Wednesday, July 18, 2007

Japantown: TOOYOO-DO Newspaper July 1970




"DROP IN: With this purpose uppermost in their minds, many young San Francisco sansei have begun painting, cleaning, sweeping, and mopping the upper floors of the Morino building (you know, Honnami gift shop) at Sutter and Buchanan Streets. The Japanese Community Youth Council (JCYC) became the building's legal tenants when Jeff Mori, JCYC Chairman, finally executed a contract with the San Francisco Redevelopment Agency after months of negotiations. The building will be headquarters of the JCYC and a drop-in center. Proposed programs include arts and crafts, an issei lounge and library, film series, draft counseling, a photographic club, and just dropping in.

JCYC represents all the youth organizations in San Francisco with membership including both high school and college students. Organized last summer by Ron Kobata, JCYC’s purposes are: 1) to establish better working relationships and communication between the groups; 2) to represent and speak for the youth of San Francisco’s Japanese community; 3) to help provide an answer to the widespread sansei question of identity, and finally 4) to facilitate the exchange of ideas to solve organizational problems of developing and sustaining involvement, initiative, and imagination for constructive social change.


"Today, a lot of people are talking about getting it together with their people. The problems that confront us today are many and complex and so, it is impossible to deal with these problems as individuals any longer. One reason why we are not together today is because we spend more time badmouthing each other. How many times have you heard people say:

'Those guys on the corner think they’re bad.' ‘See that guy--see the way he walks—he thinks he’s bad.’ ‘See the way she wears her skirts--Who does she think she is.’

Familiar lines—coming from people who look the same, dress the same, talk the same, and do the same things as the people they’re talking about. The only thing that separates them is their affiliation with a different club, youth group, church, athletic team or any other organization that people belong to. As long as we continue to badmouth each other, we will never come together. But, one may ask, why come together?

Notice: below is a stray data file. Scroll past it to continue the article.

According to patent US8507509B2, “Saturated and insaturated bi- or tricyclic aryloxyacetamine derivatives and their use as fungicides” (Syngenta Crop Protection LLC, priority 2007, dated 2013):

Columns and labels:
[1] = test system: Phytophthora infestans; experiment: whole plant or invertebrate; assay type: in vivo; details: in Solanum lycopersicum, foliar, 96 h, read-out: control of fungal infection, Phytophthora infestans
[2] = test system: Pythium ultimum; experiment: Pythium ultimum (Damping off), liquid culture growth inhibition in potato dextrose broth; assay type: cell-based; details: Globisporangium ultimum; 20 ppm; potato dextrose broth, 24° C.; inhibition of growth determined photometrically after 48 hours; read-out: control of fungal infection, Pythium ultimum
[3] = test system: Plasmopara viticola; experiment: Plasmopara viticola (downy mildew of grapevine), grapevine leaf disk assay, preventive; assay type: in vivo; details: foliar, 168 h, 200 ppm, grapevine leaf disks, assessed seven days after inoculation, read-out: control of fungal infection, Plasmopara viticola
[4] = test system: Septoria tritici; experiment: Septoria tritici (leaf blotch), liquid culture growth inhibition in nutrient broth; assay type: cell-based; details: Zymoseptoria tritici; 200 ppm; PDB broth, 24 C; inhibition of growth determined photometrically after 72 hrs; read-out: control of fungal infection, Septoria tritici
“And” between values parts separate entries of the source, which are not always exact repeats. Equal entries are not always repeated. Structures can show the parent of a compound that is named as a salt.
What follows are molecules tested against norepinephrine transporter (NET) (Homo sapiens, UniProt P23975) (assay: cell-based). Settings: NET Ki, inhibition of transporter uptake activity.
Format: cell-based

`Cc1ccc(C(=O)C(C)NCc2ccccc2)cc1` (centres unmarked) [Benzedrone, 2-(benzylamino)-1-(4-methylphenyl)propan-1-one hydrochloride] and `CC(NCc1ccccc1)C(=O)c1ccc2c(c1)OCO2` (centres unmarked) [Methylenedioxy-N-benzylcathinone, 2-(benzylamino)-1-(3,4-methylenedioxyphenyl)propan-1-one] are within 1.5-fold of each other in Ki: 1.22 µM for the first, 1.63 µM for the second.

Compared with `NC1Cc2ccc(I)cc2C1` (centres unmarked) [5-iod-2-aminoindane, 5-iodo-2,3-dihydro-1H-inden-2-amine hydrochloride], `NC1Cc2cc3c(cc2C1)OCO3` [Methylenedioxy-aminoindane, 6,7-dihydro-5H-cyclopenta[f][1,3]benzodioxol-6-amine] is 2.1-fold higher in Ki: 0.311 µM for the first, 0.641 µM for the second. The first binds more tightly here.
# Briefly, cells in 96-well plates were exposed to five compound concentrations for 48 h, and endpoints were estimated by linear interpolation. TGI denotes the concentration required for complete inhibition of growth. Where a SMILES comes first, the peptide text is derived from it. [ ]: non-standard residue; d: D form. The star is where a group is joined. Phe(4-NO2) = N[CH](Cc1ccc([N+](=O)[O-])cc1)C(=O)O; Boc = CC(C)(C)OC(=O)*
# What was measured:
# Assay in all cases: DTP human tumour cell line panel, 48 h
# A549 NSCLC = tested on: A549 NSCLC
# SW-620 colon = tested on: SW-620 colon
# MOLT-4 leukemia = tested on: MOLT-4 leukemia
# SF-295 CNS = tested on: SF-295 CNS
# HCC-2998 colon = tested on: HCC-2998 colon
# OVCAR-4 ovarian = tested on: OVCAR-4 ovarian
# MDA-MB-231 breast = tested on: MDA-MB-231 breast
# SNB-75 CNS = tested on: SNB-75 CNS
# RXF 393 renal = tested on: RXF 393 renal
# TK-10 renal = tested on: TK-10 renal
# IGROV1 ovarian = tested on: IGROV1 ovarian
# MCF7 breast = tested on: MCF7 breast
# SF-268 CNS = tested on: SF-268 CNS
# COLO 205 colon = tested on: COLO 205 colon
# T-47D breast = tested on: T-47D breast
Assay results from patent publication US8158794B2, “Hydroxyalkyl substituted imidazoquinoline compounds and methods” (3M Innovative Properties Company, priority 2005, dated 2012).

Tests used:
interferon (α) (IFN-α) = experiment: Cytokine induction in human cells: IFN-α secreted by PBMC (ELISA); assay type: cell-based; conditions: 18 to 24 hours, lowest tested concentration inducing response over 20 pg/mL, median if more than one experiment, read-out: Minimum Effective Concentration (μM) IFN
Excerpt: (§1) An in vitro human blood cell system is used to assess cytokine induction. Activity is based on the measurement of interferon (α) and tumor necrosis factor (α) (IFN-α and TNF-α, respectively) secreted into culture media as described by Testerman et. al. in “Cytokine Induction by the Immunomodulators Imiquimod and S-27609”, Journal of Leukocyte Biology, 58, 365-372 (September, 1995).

Coming together and building community has two main advantages over working as individuals. First, in building a community, you start to build a trust between each other. Instead of always just looking out for yourself, you start to look out for others. You start to check-out problems in the community and then try to develop programs which help meet the needs of the community. If the issei’s needs aren’t being taken care of (welfare, health, general friendship) then you develop programs to meet these needs; if brothers or sisters are being busted, you get them out; if quality education isn’t being developed, you develop relevant curriculum; if there are no recreational facilities, you create them. In short, it's a totally new feeling of looking out for each other instead of always cutting each other down. Dig it — if we didn’t take care of the needs of our people, who else would? Besides developing a ‘look out for each other attitude’, you also start to realize that if you are ever in trouble or need assistance the community will also look out for you. It's a two-way process — by taking care of others, you will be taking care of yourself.

The second aspect of community is the potential power which we will have if we did come together. Understand that people means power—the more people behind you means the more power you have. Certain issues which we all generally agree upon--end racism, insensitivity to Asian people in schools as well as general society, end to war and all involvement in Indochina, end to poverty, exploitation and oppression-- will be dealt with if we spoke as one, united, rather than speaking as scattered individuals. Dig it—no one is ever going to consider us unless we come together. Our ideas, opinions, and perspectives will be heard and our influence will be felt.

Working together, learning together, and trusting each other-- that’s what we’re talking about. We must start at the community level, and try to continually expand until our influence is felt nationally. We are moving in the direction of a better life for all our people as well as all the people of the world. Get on it!"